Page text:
On a sunny Saturday in July, I decided to attend temple on a personal quest. I was turning eighteen in two weeks and could see the tiny grains of sand falling through the hourglass at the speed of light. I wasn’t the kind of girl to stay home and play house or get married. Having grown up with six younger siblings, I was certain I’d rather be tortured and hanged then ever marry and have children! I didn’t mind if other women want to live that life, but it wasn’t my cup of tea or so I thought at the time.
I entertained the thought, rather briefly, about being a teacher. There were a few teachers I admired, respected and even fell in love with. Mr. Sato was my favorite. He had the nicest smile and always complimented my papers. Simple comments like, “Nice work.” would send Kiri and I into spasms of joy and late night talks about how one of us would make Mr. Sato our boyfriend. The fact that he was married, with children and twenty years our senior, seemed irrelevant at the time. Why should that matter when he was “so nice and cute”?
With somewhat more mature reflection, I doubted I could stand in front of thirty pairs of beady little eyes to impart any semblance of knowledge or words of wisdom. I’d surely wilt on the spot from fright.
Then the thought of working as a nurse embedded its tentacles in my skimming mind. That was something I knew absolutely nothing about. What could be so hard about that, I reasoned, handing doctors instruments, putting on bandages and saving people’s lives? I didn’t know about the ugly stuff, the pictures you don’t see on television – people throwing up on your newly washed uniform; exhausted interns screaming obscenities at your “incompetence”; wiping the bottom of a smelly old drunk dying from liver disease.
Haha (Mother) couldn’t believe how anxious I was to go to the temple that day. “What’s gotten into you? I’ve never seen you so fired up.”
“Nothing special, I just want to recite sutras and pray for Buddha’s compassion.”
She looked me up and down, smiling with a look that said, “Yeah, sure.”
We arrived ten minutes early, dressed in our finest attire. I didn’t even mind wearing the totally embarrassing dress Haha had made for me to wear on special occasions. She had hand-stitched it from some strange fabric my aunt had given her. She gave it to me on my sixteenth birthday. You could see the pride she had felt when she handed me the package and bowed. Internally I had moaned. “I wouldn’t be caught dead wearing that old-fashioned fake-flower monstrosity!” But all she heard was my dutiful reply, “Thank you Haha. It’s beautiful.”
I rushed inside and sat on the mat. The rest of my bewildered family soon caught up and joined me, looking around nervously, ill at ease to be sitting so close to the altars.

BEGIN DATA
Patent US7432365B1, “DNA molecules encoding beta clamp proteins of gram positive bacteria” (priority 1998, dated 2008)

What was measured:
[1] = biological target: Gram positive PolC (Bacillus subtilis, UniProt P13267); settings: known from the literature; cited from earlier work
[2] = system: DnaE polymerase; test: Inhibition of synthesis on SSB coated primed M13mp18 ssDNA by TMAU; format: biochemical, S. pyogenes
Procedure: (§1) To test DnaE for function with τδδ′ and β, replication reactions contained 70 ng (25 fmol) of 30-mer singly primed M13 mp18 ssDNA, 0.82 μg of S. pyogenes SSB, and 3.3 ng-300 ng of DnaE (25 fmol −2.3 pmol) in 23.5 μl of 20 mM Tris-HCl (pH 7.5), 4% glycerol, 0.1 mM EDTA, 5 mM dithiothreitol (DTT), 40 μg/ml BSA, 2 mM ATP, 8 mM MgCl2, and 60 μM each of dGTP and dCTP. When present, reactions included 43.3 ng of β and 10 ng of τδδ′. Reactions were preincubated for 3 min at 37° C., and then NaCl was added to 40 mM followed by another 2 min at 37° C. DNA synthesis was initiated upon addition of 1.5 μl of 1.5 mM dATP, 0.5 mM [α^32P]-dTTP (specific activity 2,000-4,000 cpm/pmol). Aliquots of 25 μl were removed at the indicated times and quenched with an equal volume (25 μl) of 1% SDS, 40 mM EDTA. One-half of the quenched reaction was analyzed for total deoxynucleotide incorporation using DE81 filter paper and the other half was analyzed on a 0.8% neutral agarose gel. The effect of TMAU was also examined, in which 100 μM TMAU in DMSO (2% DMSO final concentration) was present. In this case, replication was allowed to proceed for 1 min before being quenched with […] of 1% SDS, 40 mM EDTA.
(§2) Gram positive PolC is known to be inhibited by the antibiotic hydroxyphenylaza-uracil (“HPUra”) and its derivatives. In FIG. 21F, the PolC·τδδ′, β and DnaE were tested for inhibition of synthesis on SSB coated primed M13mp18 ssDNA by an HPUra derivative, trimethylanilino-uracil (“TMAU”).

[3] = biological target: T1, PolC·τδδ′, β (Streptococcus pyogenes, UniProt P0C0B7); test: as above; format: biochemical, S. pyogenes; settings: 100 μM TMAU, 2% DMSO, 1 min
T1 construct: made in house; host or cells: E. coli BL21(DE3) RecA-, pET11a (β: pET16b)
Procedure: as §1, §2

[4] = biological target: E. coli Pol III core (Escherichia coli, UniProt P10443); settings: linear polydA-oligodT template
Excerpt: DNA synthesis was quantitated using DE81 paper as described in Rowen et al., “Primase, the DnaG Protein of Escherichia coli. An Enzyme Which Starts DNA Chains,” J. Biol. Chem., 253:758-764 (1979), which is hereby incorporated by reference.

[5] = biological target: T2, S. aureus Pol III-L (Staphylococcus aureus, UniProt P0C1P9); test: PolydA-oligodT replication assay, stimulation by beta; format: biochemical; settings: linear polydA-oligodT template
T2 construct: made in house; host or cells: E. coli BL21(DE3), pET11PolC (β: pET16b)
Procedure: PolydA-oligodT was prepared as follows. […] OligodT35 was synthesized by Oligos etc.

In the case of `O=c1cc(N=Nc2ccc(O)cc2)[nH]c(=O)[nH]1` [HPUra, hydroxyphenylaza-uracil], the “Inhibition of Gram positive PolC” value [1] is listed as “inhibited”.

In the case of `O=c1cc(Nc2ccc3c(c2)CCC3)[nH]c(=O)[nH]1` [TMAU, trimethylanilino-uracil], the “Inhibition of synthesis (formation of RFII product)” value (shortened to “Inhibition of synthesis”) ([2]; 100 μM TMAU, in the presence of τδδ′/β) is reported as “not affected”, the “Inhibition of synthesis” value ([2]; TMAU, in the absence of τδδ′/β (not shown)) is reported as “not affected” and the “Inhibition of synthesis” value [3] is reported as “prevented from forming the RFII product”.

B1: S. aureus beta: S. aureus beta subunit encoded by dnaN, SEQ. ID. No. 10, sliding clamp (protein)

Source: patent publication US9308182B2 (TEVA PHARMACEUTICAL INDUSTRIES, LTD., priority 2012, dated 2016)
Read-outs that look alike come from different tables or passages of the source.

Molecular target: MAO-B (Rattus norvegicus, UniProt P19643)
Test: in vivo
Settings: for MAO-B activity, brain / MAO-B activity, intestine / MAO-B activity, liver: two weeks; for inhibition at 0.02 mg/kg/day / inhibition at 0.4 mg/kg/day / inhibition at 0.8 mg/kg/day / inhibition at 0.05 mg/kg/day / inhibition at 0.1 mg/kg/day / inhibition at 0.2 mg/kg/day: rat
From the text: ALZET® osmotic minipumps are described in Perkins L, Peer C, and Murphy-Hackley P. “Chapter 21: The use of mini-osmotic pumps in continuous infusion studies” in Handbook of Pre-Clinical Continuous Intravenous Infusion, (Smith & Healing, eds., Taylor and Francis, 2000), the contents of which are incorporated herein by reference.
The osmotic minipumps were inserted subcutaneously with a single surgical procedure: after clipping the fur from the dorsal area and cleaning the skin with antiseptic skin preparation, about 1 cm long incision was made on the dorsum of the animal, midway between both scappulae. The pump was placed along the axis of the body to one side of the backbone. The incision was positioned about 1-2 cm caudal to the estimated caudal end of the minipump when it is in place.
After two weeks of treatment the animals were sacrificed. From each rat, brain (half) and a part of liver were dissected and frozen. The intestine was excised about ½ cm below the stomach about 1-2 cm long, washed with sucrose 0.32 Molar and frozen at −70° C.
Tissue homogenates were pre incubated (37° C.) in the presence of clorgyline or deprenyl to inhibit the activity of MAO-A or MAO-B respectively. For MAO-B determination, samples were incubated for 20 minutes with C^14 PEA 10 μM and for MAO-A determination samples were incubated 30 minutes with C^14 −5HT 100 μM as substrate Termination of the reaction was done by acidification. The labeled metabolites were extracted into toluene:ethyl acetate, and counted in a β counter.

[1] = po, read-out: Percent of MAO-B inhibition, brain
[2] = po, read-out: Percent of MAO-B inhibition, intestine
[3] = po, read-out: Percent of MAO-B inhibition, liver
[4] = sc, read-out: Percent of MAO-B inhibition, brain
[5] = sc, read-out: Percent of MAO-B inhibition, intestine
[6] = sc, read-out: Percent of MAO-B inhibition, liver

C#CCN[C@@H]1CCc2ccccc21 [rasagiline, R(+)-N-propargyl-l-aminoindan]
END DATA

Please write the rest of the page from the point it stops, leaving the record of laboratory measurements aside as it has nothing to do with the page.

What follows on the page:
Reverend Tsukiyama recited his ancient incantations, the followers paraded there off key voices with a theatrical vengeance and everyone responded with stifled coughs and yawns. Silently, I plunged the depths of my imagination and begged the Ancestors and Buddha’s to reward me for all my good karma. “Please, please!” I begged. “Take me away from these endless fields of wheat, barley and chickens and deliver me to the Pure Land – Sapporo!”
“Get up child,” Haha whispered. “Service is over.”
The priests were shuffling down the corridor towards the hall entrance.
“Over?” I said in shock. “It can’t be! Nothing happened!”
“What are you talking about?” She felt my head. “You feeling OK Musume (daughter)?”
“I’m fine,” I mumbled, as we formally bowed and headed out. Haha kept eyeing me like a suspicious inspector.
What went wrong? I’d done everything! I helped take care of my brothers and sisters, seldom argued with my parents and never even thought about sex or drugs – well, not about taking drugs anyway. I said my nightly prayers and didn’t even hit Sashi Mutsui when she called me a “stupid little pig”.
I was a good girl. Why was I being singled out for punishment? Who were these dead priests and Bodhisattvas anyway . . . the farmers of suffering . . . the divine bean keepers? “This one’s good. That one’s bad. You deserve pleasure. You deserve pain. And you, Yuki, you have to live in Hamatombetsu until you shrivel up and die!”
I swore I’d never set foot on temple grounds again. “You call this a temple?” I admonished, looking at the empty space between the high, engraved ceiling and polished floor. “If I’m going to be stuck here the rest of my life, I might as well jump into the funeral pyre now and let my ashes blow away with the wind!”
As we reached the entrance, Reverend Tsukiyama motioned our family aside. The Reverend was somewhat of a village icon. In his forty years of service, he had initiated, married and/or buried almost everyone in town. He’d known me since I was a wailing little bundle of flesh. He was a creaky, robust, silver-haired representative of communal devotion and tradition. Seeing his face reminded me of the day he caught Kiri and I orange-handed, sort of speak, on these very grounds.